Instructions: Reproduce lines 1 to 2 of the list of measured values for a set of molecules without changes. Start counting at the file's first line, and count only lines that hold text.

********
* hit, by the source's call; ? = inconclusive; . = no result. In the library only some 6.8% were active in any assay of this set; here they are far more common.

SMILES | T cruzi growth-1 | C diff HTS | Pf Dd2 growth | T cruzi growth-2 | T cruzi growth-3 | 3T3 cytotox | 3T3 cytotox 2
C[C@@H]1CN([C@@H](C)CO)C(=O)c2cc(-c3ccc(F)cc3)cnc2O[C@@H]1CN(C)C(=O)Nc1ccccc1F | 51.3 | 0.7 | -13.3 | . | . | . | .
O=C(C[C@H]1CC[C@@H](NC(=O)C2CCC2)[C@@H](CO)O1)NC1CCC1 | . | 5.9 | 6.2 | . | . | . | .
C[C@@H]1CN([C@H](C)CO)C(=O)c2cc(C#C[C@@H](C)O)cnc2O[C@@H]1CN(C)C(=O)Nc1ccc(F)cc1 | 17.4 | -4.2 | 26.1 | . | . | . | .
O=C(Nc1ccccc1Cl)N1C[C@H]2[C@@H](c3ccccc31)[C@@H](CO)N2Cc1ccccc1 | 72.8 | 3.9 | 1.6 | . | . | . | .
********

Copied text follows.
* hit, by the source's call; ? = inconclusive; . = no result. In the library only some 6.8% were active in any assay of this set; here they are far more common.

SMILES | T cruzi growth-1 | C diff HTS | Pf Dd2 growth | T cruzi growth-2 | T cruzi growth-3 | 3T3 cytotox | 3T3 cytotox 2